This presentation focuses on the role of smiling intensity as a non-discrete marker of humor and explains how by means of smiling speakers negotiate what is considered humorous or not during a conversation. In this talk, I will report data from two studies in which speakers engaged in face-to-face (six dyads) and computer-mediated (eight dyads) spontaneous conversations that included various humorous instances (irony, jab lines, and punch lines). The analysis of participants’ verbal productions and facial expressions show that the occurrence of humor correlates positively with an increase of smiling intensity and smiling synchronicity relative to the baseline of the conversation. The presence of humor is foreshadowed by a localized increase of smiling intensity and synchronicity both generally and when humor is predictable (punch lines and humor support). Moreover, in the face-to-face scenario, humor was found to significantly predict participants’ eye-movement behaviors with respect to smiling facial areas: the presence of irony predicted longer fixation time on the interlocutor’s mouth and the absence of humor predicted longer fixation time on the interlocutor’s eyes. The results of these studies are discussed in the context of how humor can be detected, e.g. in line with recent advances and challenges in the use of humor in human-computer interaction, and in the context of humor studies applied to second language teaching and learning.

January 16th, 2018

Speaker: Stefanie Kuchinsky (HESP, MNC)
Title: Assessing listening effort: Pupillometry and neural measures of speech recognition in adverse conditions


Understanding speech in noise often requires considerable effort at the cost of performance on other daily-life tasks. Such effort can vary substantially across listening conditions and across listeners, even when speech recognition accuracy is similar. I will present a series of studies that have used pupillometry to characterize factors that contribute to listening effort, particularly for older adults with hearing loss. Such factors may be external (e.g., signal-to-noise ratio) or internal (e.g., cognitive capacity) to the listener and be stable (e.g., individual differences) or transient (e.g., fluctuations in alertness). I will describe how neuroimaging can be used to validate purported objective measures of effort by linking them with the engagement of specific sensory and executive function systems. I will conclude by discussing future directions for improving clinical assessments and remediations by including measures of listening effort.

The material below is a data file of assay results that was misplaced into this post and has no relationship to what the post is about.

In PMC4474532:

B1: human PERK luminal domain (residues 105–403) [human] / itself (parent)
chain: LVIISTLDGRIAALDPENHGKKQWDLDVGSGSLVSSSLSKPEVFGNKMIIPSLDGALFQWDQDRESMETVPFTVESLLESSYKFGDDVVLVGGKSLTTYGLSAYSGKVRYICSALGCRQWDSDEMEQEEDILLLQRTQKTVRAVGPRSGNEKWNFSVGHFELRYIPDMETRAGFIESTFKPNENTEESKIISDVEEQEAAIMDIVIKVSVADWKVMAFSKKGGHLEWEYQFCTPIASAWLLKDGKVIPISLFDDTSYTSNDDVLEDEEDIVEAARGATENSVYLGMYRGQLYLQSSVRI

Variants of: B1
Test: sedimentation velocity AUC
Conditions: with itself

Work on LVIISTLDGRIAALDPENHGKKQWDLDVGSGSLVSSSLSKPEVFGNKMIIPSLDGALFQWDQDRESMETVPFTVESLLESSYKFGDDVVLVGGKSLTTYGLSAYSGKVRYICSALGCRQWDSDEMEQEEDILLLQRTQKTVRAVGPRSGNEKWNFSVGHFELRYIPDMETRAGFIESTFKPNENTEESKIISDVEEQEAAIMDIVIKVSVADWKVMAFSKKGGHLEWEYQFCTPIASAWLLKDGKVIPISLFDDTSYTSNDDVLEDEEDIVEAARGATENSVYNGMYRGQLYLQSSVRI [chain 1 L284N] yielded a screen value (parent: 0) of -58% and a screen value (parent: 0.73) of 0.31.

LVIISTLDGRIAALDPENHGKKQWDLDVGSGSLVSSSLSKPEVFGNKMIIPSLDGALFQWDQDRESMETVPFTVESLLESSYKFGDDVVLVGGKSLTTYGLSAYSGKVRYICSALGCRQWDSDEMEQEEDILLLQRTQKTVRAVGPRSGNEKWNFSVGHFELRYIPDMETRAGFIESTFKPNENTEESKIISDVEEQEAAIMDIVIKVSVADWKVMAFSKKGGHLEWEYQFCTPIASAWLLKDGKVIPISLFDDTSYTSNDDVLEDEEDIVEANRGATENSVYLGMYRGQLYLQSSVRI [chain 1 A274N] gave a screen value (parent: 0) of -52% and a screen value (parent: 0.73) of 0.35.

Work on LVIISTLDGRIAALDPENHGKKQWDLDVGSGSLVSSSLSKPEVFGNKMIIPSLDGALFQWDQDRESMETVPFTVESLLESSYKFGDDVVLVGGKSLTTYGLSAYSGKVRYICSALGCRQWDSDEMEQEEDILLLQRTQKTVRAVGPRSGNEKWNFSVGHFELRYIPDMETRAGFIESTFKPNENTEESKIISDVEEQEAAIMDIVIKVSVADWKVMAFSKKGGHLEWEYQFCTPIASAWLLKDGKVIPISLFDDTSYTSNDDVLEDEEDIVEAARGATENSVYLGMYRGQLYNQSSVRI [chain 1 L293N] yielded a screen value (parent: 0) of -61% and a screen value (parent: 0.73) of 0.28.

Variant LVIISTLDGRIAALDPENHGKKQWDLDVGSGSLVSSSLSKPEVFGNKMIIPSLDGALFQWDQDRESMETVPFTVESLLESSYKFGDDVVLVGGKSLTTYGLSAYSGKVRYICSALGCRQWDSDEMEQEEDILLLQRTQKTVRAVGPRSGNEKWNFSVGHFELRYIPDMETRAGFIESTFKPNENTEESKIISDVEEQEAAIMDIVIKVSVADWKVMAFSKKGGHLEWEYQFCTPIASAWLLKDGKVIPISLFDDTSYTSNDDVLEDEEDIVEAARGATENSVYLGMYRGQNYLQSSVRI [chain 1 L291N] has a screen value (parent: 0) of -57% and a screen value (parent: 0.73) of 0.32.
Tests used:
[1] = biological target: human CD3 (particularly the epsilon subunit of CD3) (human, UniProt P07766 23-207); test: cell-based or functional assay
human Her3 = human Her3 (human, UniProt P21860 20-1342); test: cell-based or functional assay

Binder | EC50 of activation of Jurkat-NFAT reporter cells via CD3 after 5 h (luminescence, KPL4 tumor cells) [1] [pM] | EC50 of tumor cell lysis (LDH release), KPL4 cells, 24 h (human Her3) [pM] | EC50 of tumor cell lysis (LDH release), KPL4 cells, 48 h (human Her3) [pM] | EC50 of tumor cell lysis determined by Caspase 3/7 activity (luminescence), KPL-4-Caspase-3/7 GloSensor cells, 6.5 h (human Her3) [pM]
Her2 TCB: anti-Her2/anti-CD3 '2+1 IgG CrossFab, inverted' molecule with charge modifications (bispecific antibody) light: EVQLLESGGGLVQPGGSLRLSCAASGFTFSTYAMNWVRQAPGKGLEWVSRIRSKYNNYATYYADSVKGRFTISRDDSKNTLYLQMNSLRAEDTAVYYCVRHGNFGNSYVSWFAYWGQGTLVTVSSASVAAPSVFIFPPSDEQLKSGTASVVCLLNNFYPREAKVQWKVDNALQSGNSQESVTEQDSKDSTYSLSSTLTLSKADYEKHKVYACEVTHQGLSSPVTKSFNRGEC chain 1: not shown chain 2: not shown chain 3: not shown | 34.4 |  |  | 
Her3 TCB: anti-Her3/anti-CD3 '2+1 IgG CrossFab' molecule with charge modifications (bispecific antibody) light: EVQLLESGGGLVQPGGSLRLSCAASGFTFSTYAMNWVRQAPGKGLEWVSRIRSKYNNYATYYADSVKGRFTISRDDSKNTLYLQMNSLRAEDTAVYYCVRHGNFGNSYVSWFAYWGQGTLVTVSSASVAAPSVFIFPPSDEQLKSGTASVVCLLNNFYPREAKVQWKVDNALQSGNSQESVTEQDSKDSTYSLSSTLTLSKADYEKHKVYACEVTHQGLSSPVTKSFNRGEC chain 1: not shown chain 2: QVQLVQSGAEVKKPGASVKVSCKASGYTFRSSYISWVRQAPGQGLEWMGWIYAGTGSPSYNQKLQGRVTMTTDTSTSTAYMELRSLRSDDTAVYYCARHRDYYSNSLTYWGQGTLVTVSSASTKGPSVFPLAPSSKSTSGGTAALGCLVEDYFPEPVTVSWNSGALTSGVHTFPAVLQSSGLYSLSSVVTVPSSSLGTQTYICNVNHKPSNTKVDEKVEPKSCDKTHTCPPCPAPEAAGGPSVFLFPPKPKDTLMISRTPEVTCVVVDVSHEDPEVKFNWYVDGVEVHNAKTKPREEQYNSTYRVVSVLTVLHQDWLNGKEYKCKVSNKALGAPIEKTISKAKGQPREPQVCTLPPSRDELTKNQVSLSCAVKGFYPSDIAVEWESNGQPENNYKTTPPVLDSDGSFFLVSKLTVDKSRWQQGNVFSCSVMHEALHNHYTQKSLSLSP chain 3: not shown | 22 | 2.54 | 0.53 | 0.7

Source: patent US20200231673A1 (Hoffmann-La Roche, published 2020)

January 17th, 2018

Speaker: Natasha J. Cabrera
Title: Fathers (and Mothers) and Children’s Development: Evidence from Early to Middle Childhood


In this talk I provide an overview of the research on fathers and children’s development during the early childhood period. I begin with a (1) brief discussion of the early research on parenting that mostly focused on mothers; (2) provide a policy social context imperative for renew attention to the role of fathers in children’s lives: (3) Highlight several studies from our lab that focus on the contributions that fathers (and mothers) make to their children’s cognitive and social development over in the early years.  

January 18th, 2018

Speaker: Anton Rytting
Title: The Arabic Corpus of Auditory Dictation Errors: a dataset for understanding listening accuracy in learners of Arabic.


Learner corpora provide a useful window into second language acquisition, particularly for common errors for non-native speakers at various levels of language proficiency. Most learner corpora capture language production (written or spoken) but learner listening perception is also important to understand, as listening comprehension errors can lead to communication breakdowns and impede accurate vocabulary acquisition. CASL has collected a dataset designed to shed light on listening errors by learners of Arabic, called the Arabic Corpus of Auditory Dictation Errors (ArCADE).  I will describe how the ArCADE was created, its features, some initial analyses we have done with it, and applications to spelling correction and error-tolerant search.  I will conclude by discussing additional potential uses for the dataset.

January 19th, 2018

Speaker: Jordan Boyd-Graber
Title: Opening the Black Box of Machine Learning: Interactive, Interpretable Interfaces for Exploring Linguistic Tasks

Abstract: Machine learning is ubiquitous, but most users treat it as a black box: a handy tool that suggests purchases, flags spam, or autocompletes text. I present qualities that ubiquitous machine learning should have to allow for a future filled with fruitful, natural interactions with humans: interpretability, interactivity, and an understanding of human qualities. After introducing these properties, I present machine learning applications that begin to fulfill these desirable properties. I begin with a traditional information processing task---making sense and categorizing large document collections---and show that machine learning methods can provide interpretable, efficient techniques to categorize large document collections with a human in the loop. From there, I turn to language-based games that require machines and humans to compete and cooperate and discuss how this can improve and measure interpretability in machine learning.